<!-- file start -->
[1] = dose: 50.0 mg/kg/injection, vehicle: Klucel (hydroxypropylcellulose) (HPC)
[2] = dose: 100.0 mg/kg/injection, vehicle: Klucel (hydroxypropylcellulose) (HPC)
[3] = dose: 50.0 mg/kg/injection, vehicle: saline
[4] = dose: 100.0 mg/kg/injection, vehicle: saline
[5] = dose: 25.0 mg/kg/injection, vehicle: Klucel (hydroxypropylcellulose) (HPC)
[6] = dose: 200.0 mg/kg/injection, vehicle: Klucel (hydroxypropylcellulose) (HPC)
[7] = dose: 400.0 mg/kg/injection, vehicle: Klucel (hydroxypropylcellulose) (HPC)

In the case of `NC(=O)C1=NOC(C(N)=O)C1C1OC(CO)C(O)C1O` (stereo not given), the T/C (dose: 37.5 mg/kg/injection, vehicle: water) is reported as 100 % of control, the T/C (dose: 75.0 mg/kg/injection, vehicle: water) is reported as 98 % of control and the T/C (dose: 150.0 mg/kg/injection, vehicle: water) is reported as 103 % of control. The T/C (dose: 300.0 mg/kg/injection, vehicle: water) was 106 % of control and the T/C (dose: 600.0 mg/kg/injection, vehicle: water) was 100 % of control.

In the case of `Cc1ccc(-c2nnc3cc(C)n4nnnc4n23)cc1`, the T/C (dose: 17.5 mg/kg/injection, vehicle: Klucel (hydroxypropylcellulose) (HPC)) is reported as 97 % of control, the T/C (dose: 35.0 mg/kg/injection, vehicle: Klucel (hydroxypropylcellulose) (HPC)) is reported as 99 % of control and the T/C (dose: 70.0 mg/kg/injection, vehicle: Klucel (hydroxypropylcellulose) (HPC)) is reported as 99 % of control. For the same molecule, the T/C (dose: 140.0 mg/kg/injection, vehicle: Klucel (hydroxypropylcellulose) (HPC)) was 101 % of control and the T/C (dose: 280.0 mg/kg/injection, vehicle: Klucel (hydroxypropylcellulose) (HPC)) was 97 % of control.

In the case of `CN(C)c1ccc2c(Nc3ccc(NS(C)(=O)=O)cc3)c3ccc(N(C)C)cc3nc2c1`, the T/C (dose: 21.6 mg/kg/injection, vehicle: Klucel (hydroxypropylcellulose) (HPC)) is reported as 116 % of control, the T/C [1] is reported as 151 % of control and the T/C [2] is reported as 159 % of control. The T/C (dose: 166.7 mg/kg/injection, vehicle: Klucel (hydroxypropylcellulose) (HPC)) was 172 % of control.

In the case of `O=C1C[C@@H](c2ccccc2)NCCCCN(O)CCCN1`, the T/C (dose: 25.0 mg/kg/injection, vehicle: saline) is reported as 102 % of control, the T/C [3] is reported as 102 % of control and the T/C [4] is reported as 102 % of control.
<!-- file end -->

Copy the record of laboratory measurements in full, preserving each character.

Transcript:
[1] = dose: 50.0 mg/kg/injection, vehicle: Klucel (hydroxypropylcellulose) (HPC)
[2] = dose: 100.0 mg/kg/injection, vehicle: Klucel (hydroxypropylcellulose) (HPC)
[3] = dose: 50.0 mg/kg/injection, vehicle: saline
[4] = dose: 100.0 mg/kg/injection, vehicle: saline
[5] = dose: 25.0 mg/kg/injection, vehicle: Klucel (hydroxypropylcellulose) (HPC)
[6] = dose: 200.0 mg/kg/injection, vehicle: Klucel (hydroxypropylcellulose) (HPC)
[7] = dose: 400.0 mg/kg/injection, vehicle: Klucel (hydroxypropylcellulose) (HPC)

In the case of `NC(=O)C1=NOC(C(N)=O)C1C1OC(CO)C(O)C1O` (stereo not given), the T/C (dose: 37.5 mg/kg/injection, vehicle: water) is reported as 100 % of control, the T/C (dose: 75.0 mg/kg/injection, vehicle: water) is reported as 98 % of control and the T/C (dose: 150.0 mg/kg/injection, vehicle: water) is reported as 103 % of control. The T/C (dose: 300.0 mg/kg/injection, vehicle: water) was 106 % of control and the T/C (dose: 600.0 mg/kg/injection, vehicle: water) was 100 % of control.

In the case of `Cc1ccc(-c2nnc3cc(C)n4nnnc4n23)cc1`, the T/C (dose: 17.5 mg/kg/injection, vehicle: Klucel (hydroxypropylcellulose) (HPC)) is reported as 97 % of control, the T/C (dose: 35.0 mg/kg/injection, vehicle: Klucel (hydroxypropylcellulose) (HPC)) is reported as 99 % of control and the T/C (dose: 70.0 mg/kg/injection, vehicle: Klucel (hydroxypropylcellulose) (HPC)) is reported as 99 % of control. For the same molecule, the T/C (dose: 140.0 mg/kg/injection, vehicle: Klucel (hydroxypropylcellulose) (HPC)) was 101 % of control and the T/C (dose: 280.0 mg/kg/injection, vehicle: Klucel (hydroxypropylcellulose) (HPC)) was 97 % of control.

In the case of `CN(C)c1ccc2c(Nc3ccc(NS(C)(=O)=O)cc3)c3ccc(N(C)C)cc3nc2c1`, the T/C (dose: 21.6 mg/kg/injection, vehicle: Klucel (hydroxypropylcellulose) (HPC)) is reported as 116 % of control, the T/C [1] is reported as 151 % of control and the T/C [2] is reported as 159 % of control. The T/C (dose: 166.7 mg/kg/injection, vehicle: Klucel (hydroxypropylcellulose) (HPC)) was 172 % of control.

In the case of `O=C1C[C@@H](c2ccccc2)NCCCCN(O)CCCN1`, the T/C (dose: 25.0 mg/kg/injection, vehicle: saline) is reported as 102 % of control, the T/C [3] is reported as 102 % of control and the T/C [4] is reported as 102 % of control.